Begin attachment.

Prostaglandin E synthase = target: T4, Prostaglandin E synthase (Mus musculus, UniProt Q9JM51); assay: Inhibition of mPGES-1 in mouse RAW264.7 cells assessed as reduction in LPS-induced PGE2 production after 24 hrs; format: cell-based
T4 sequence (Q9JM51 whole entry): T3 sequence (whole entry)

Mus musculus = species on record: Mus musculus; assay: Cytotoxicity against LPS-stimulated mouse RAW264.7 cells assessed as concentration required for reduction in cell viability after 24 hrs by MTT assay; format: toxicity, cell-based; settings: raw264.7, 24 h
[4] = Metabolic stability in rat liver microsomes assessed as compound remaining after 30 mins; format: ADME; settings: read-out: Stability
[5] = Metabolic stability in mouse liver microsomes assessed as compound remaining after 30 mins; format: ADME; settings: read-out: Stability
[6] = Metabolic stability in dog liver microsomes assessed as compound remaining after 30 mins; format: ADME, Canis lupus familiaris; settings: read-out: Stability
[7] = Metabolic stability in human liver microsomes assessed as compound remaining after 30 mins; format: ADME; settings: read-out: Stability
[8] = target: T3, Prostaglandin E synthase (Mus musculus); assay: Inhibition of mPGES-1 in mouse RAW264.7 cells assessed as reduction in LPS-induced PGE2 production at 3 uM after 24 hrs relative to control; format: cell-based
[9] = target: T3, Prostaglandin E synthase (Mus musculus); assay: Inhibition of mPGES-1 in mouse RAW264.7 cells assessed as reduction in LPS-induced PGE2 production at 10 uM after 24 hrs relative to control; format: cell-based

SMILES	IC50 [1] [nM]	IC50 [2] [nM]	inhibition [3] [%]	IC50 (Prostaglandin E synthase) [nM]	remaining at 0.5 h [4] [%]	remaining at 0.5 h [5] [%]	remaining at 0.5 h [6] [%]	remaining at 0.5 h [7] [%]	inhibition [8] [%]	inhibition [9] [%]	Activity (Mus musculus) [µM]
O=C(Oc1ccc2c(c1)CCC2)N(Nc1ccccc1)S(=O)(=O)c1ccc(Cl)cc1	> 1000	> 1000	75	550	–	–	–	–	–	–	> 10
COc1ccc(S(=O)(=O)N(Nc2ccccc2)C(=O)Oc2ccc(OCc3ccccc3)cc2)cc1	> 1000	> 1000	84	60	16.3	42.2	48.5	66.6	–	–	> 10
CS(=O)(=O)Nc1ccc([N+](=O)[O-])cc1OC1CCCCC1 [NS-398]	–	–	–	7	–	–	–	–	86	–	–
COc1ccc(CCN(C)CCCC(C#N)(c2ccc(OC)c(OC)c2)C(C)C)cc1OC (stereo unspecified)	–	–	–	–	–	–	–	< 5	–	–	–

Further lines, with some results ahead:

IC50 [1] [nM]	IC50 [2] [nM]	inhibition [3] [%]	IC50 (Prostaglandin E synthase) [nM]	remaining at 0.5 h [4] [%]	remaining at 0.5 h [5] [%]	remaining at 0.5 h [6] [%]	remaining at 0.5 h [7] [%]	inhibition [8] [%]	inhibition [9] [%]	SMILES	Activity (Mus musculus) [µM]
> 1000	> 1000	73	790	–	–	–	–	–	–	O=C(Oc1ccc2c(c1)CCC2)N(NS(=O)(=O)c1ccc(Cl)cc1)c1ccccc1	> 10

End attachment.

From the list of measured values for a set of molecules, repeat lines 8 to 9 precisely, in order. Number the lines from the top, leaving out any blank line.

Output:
[8] = target: T3, Prostaglandin E synthase (Mus musculus); assay: Inhibition of mPGES-1 in mouse RAW264.7 cells assessed as reduction in LPS-induced PGE2 production at 3 uM after 24 hrs relative to control; format: cell-based
[9] = target: T3, Prostaglandin E synthase (Mus musculus); assay: Inhibition of mPGES-1 in mouse RAW264.7 cells assessed as reduction in LPS-induced PGE2 production at 10 uM after 24 hrs relative to control; format: cell-based